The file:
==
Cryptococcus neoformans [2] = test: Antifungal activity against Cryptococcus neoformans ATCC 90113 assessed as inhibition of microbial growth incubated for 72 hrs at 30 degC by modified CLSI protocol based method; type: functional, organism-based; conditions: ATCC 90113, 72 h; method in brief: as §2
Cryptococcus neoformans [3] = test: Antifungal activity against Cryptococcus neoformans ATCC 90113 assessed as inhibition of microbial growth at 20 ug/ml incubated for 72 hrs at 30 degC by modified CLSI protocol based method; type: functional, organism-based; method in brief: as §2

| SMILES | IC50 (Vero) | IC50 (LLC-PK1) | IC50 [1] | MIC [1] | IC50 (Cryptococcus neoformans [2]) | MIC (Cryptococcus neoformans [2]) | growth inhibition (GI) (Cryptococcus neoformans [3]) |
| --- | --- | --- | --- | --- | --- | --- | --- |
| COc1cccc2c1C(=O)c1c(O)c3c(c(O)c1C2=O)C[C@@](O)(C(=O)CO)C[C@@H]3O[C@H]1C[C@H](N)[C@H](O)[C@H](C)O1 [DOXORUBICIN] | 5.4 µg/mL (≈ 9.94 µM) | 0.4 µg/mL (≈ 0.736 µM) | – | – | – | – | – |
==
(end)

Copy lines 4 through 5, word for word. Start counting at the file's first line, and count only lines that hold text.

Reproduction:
| --- | --- | --- | --- | --- | --- | --- | --- |
| COc1cccc2c1C(=O)c1c(O)c3c(c(O)c1C2=O)C[C@@](O)(C(=O)CO)C[C@@H]3O[C@H]1C[C@H](N)[C@H](O)[C@H](C)O1 [DOXORUBICIN] | 5.4 µg/mL (≈ 9.94 µM) | 0.4 µg/mL (≈ 0.736 µM) | – | – | – | – | – |